German authoress; born in Danzig March 11, 1806; died in Berlin Feb. 8, 1874. A few years after the death of her sister Frederika, she married the latter's husband. While devoting herself to charity and teaching, she found time to entertain noted men and to continue her own self-education. The publication of her first book, written while superintending the instruction of her children, was retarded by the death of a son. It appeared in Berlin in 1853 under the title "Zwei Schwestern"; it deals with the triumph of love over self and is an idealistic exposition of the marital relation. Her husband's business necessitated his removing to Vienna; here Rachel met Kompert and August Frankl, and here she produced her sketch of Vienna life entitled "Wider die Natur." Another work, entitled "Rachel" (Vienna, 1859), is a novel describing the life of the great actress Rachel. "In Banden Frei" (Berlin, 1869), her last novel, is a character study of her friend Lina Davidson. Rachel spent her last years in Berlin, with her daughters. Despite her idealism she was practical, and shortly before her death wrote a sketch of Stephenson, the inventor, with the express purpose of fostering in her nephew the practical spirit.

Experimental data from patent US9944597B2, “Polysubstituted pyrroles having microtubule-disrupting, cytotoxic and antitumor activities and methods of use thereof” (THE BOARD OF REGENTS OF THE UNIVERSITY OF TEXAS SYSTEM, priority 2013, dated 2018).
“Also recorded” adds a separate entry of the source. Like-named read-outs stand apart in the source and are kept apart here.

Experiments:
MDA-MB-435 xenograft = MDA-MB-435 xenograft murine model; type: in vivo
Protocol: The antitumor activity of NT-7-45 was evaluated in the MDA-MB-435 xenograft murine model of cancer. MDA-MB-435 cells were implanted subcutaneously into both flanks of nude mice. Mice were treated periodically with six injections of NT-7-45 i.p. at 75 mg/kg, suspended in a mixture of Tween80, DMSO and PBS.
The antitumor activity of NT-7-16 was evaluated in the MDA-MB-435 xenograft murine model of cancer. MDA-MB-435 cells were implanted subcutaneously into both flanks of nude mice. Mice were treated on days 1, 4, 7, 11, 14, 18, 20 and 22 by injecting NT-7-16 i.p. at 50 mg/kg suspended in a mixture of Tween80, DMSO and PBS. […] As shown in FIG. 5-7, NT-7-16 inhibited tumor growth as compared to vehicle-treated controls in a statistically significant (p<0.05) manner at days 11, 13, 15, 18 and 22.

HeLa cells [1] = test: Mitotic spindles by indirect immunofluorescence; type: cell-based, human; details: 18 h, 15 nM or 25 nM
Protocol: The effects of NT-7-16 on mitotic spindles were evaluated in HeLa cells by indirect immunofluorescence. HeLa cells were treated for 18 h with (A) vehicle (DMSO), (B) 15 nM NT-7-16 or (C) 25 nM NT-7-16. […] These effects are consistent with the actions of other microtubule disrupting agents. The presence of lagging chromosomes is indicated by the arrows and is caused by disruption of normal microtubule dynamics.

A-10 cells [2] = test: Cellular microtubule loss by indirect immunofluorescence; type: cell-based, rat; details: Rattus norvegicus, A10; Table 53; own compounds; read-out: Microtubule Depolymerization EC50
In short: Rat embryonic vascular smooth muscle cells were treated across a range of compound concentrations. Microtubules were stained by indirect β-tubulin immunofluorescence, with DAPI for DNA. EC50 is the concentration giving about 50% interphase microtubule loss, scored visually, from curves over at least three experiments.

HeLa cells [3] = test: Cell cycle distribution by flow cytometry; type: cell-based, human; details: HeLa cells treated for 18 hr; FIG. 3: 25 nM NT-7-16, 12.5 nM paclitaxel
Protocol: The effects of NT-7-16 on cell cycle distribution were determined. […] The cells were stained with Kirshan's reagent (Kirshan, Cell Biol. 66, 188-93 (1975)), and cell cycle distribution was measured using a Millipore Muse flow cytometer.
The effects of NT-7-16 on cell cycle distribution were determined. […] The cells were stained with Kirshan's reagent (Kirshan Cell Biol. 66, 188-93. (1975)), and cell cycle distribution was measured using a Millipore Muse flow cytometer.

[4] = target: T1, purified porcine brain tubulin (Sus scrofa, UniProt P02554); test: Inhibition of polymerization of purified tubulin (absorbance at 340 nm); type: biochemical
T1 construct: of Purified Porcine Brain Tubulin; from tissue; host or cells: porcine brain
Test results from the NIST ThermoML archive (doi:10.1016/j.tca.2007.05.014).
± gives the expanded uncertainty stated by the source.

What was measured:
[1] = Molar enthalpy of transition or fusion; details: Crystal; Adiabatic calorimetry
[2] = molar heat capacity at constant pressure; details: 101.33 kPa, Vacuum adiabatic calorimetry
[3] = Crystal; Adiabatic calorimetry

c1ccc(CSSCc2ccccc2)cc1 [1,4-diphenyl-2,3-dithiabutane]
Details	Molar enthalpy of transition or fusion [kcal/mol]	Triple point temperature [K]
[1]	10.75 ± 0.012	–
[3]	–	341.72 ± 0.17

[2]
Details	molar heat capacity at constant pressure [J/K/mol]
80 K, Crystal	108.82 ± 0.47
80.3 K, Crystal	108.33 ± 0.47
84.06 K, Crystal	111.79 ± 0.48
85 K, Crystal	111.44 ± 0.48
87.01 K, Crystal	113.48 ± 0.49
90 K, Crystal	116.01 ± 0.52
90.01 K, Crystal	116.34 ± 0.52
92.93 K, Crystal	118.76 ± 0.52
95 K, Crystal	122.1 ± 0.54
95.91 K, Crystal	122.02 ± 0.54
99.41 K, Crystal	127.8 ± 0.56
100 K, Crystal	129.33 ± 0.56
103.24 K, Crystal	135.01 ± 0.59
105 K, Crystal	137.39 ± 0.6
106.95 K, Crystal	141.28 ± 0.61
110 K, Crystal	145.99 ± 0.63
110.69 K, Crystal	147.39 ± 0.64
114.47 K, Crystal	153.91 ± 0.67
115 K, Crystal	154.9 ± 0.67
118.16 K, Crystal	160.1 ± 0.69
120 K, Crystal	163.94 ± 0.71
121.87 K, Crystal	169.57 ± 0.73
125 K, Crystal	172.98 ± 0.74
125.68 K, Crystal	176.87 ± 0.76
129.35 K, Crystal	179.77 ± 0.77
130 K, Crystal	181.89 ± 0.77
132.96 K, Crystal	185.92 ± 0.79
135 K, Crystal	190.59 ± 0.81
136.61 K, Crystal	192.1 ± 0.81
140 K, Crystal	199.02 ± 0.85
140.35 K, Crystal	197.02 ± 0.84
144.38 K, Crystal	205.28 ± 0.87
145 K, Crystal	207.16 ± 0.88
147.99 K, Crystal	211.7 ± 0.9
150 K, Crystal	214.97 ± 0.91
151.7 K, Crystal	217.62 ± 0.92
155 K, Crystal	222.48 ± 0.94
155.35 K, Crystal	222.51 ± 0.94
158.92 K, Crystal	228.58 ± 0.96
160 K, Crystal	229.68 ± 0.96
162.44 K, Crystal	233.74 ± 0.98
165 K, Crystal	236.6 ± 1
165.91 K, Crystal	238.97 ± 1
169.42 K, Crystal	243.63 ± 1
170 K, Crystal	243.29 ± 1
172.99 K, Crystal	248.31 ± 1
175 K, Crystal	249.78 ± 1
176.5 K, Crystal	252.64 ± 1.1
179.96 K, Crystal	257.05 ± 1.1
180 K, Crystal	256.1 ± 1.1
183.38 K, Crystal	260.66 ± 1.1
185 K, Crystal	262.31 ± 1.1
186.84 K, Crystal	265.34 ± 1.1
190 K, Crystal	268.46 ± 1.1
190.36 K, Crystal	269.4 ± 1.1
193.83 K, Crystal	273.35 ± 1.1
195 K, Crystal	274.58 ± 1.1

- Kayserling, Die Jüdischen Frauen, pp. 248-253